From Ralph Izard
ALS: American Philosophical Society; copy and two transcripts: National Archives; transcript: South Carolina Historical Society
Paris 25th: April 1778.
It is with the utmost astonishment that I find myself so often obliged to remind you of your engagement to me. You have repeatedly given me the strongest assurances that you would justify your conduct to me in writing, but you have not kept your word. Dr. Bancroft, and your Grandson have both told me that this justification has long ago been begun, and that you have several times been employed about it.2 The cautious manner in which you concealed the departure of Mr. Gerard the French Plenipotentiary, and of Mr. Deane, from those who have complaints against you, manifest on your part no inclination to discontinue the causes of them. The losses of the public dispatches to Congress by accidents at Sea, by the capture of the enemy, and by the villainy, or negligence of those to whose care they have been intrusted, ought to have deterred you from concealing so safe an opportunity from those, whose duty requires them to write. It might have been very proper that the Port from which they were to sail should have been concealed, as well as the manner of their going; but it appears to me to be your indispensable duty to inform those Gentlemen who have the honour of holding Commissions from Congress, whenever you know of a safe opportunity of writing to America. It may not be necessary to discuss this point with you, as it will probably be laid before Congress; and they will form a proper judgement, both of the fact, and of your motives. My business with you at present respects your conduct previous to the departure of Mr. Gerard, and Mr. Deane; and I wish that neither your attention nor mine may be drawn from it. Mr. Lloyd3 has informed me that you told him there would be an opportunity of writing soon to America. I must request that you will no longer attempt to amuse me with promises, and excuses, but that you will give me the explanation which you have so often bound yourself to give, that it may be laid by that opportunity, if necessary, before the Representatives of my Country; or that you will let me know in writing that you will not give it me. I am Sir Your Most Obedient humble Servant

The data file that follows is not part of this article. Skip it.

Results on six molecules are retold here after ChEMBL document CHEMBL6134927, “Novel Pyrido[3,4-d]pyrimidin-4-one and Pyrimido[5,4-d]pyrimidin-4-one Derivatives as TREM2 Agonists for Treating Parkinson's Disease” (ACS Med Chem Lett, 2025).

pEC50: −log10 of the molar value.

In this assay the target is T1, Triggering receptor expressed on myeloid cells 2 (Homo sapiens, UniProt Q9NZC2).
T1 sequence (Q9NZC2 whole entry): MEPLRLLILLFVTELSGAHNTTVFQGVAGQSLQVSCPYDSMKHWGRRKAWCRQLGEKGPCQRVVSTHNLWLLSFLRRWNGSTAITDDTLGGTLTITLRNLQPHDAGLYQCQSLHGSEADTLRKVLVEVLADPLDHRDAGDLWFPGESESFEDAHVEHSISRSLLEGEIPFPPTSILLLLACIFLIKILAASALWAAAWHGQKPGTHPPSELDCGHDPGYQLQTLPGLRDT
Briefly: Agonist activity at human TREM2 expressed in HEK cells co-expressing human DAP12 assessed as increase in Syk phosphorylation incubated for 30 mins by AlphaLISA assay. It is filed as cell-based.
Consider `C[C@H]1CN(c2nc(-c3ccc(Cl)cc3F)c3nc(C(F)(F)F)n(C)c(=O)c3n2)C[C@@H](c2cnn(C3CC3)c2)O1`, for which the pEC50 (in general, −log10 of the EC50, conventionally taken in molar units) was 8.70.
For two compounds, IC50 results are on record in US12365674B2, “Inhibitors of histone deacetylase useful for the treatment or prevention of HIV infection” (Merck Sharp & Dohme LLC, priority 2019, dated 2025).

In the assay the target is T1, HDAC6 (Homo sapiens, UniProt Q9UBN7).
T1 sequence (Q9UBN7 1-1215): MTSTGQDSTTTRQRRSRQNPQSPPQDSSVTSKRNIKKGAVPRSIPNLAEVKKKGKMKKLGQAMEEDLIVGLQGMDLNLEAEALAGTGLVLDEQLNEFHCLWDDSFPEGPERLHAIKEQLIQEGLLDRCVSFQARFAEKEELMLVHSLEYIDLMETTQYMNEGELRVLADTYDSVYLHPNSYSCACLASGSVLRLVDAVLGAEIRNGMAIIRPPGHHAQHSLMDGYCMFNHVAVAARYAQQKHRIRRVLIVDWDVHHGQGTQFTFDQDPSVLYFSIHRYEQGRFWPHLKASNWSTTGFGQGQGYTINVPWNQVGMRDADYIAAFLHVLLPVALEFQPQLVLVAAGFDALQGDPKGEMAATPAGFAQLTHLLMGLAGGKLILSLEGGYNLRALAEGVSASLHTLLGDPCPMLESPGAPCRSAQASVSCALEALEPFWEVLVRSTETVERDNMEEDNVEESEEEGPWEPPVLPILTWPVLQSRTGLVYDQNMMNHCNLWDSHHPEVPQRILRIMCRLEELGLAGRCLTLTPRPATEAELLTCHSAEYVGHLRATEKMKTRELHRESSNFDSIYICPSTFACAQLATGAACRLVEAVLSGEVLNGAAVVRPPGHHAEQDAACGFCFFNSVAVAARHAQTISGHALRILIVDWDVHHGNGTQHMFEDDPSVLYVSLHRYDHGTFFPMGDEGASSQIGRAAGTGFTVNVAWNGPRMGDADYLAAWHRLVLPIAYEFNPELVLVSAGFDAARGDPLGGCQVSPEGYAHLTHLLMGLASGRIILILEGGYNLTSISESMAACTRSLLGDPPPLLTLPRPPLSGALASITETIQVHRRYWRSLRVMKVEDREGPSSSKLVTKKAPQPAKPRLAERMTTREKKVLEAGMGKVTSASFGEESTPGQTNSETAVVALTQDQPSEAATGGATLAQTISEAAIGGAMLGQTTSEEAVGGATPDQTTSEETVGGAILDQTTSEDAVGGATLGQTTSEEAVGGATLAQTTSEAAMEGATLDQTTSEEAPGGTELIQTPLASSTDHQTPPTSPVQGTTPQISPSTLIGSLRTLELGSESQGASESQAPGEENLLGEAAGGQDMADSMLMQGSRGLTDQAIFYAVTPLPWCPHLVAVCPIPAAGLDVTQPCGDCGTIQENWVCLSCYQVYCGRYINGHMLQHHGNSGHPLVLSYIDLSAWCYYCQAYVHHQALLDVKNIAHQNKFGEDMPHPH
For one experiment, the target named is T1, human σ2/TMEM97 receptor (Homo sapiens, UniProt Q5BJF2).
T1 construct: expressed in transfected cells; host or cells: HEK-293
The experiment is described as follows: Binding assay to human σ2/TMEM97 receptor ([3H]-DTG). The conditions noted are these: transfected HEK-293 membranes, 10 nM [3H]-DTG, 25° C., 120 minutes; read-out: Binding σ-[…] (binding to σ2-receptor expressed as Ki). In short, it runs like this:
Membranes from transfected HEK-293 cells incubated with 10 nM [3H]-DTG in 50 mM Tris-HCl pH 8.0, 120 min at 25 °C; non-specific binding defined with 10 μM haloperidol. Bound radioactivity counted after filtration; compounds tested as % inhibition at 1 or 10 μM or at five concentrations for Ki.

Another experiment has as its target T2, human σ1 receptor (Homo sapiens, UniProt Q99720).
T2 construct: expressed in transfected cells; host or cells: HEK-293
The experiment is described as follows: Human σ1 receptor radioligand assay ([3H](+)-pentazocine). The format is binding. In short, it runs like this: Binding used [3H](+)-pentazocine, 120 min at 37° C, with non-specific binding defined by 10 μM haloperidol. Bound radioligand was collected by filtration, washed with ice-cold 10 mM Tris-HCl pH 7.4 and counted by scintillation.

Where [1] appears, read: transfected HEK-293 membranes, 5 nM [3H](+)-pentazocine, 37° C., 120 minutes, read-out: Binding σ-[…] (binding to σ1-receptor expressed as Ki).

The Honourable Benjn. Franklin Esqr.
2. Promised in BF’s letter above, April 4. The only explanation Izard ever obtained seems to have been oral, through his secretary, who interviewed BF the next day and delivered this letter: Pringle to Izard below, April 26.
3. Not John, the merchant in Nantes, but Richard Bennett Lloyd of Maryland. He was educated in England, became a captain in the Coldstream Guards, and resigned his commission on the outbreak of war: Md. Hist. Mag., XLIV (1949), 6 n. Although he was a friend of Izard, he subsequently had some contact with BF. He had more with Adams, who was often in his company but told little about him except that he had a handsome English wife: Butterfield, John Adams Diary, IV, 67 and passim (the index misnames him as John Lloyd). At the end of the year he and his wife went to England, and he kept in touch with BF by letter.